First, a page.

A Black Hawk helicopter crashed Thursday during a counternarcotics mission in the jungles of southwest Colombia, killing all 20 soldiers aboard, the army said.
The helicopter, used in the U.S.-funded anti-drug effort called Plan Colombia, went down just after midnight near the town of Tumaco, 230 miles southwest of the capital.
Early investigations indicate the crash occurred due to “bad weather,” according to the army statement.
The Black Hawk that went down was part of an assault mission that included seven other aircraft, the statement said.
Speaking on local radio, army chief Gen. Reinaldo Castellanos said the area is crawling with Marxist guerrillas from the Revolutionary Armed Forces of Colombia, or FARC. The rebels often fire on government helicopters that fly over territory under their control, but Castellanos said this likely wasn’t the case in Thursday’s crash.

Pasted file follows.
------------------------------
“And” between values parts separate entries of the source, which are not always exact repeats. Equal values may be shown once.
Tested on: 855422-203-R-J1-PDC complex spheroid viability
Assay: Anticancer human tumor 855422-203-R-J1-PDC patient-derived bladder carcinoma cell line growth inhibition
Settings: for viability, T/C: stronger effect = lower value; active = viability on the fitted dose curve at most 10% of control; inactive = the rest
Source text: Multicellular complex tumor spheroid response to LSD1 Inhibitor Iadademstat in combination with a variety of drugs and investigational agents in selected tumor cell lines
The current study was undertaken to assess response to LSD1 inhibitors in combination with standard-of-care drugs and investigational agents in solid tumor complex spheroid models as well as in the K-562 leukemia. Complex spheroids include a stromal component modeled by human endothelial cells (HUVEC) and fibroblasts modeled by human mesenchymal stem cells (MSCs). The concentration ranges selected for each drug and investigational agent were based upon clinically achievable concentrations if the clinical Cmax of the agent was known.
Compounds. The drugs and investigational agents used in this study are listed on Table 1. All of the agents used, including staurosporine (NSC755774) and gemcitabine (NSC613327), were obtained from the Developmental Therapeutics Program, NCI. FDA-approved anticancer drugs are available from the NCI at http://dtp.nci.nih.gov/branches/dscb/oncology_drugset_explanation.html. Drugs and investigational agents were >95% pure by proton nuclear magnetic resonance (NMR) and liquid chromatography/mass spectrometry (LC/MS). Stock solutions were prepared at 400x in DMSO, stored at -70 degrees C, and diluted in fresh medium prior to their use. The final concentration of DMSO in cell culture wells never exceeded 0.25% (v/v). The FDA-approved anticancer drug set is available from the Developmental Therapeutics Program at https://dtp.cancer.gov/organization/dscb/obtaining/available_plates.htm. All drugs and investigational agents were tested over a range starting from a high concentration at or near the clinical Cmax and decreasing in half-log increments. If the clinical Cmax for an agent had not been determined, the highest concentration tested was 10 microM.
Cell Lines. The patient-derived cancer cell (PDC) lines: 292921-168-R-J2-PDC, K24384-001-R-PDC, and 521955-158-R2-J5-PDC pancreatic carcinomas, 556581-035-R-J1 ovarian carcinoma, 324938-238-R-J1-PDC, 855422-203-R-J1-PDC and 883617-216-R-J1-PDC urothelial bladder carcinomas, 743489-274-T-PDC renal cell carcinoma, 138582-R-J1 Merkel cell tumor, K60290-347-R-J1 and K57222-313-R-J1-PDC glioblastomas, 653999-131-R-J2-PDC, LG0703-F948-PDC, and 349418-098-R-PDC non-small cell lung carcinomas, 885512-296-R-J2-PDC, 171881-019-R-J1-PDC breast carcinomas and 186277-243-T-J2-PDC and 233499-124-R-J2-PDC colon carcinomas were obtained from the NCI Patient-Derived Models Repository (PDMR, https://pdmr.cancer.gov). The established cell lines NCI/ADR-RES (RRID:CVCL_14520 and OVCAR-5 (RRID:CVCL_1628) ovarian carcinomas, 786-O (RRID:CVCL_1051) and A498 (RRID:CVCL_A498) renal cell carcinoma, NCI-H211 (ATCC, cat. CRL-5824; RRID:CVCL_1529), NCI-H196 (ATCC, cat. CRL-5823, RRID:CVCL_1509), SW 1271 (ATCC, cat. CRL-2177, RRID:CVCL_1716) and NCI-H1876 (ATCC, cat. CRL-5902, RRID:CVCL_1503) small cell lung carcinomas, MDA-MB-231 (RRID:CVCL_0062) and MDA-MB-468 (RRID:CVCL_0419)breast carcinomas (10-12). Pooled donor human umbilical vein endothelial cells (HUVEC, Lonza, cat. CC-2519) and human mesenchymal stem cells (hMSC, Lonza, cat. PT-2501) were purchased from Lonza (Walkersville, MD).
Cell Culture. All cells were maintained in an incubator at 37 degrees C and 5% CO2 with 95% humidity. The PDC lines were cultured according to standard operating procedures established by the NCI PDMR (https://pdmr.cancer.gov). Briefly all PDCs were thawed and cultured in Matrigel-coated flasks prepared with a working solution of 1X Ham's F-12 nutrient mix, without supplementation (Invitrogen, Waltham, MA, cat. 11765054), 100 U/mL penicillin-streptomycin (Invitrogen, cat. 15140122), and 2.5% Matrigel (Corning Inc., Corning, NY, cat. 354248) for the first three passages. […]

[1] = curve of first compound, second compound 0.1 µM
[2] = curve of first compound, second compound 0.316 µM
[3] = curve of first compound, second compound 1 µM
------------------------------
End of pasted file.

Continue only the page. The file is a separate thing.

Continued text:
The 20 dead included six officers, the army said.
It was the highest death toll from a helicopter crash in Colombia since February 2003, when a Colombian army Black Hawk crashed in the mountains of northern Colombia, killing 23 crewmembers and elite troops. That crash also was blamed on bad weather.
Colombia’s military began a major offensive last year aimed at wiping out the FARC and a smaller leftist group or forcing them to the negotiating table.
The FARC, which has been fighting the Colombian government for 40 years, uses drug trafficking to finance its insurgency.
In the past five years, Washington has provided more than $3.5 billion in hardware, training and logistics planning toward Plan Colombia, which aims to wipe out drug production and trafficking in Colombia.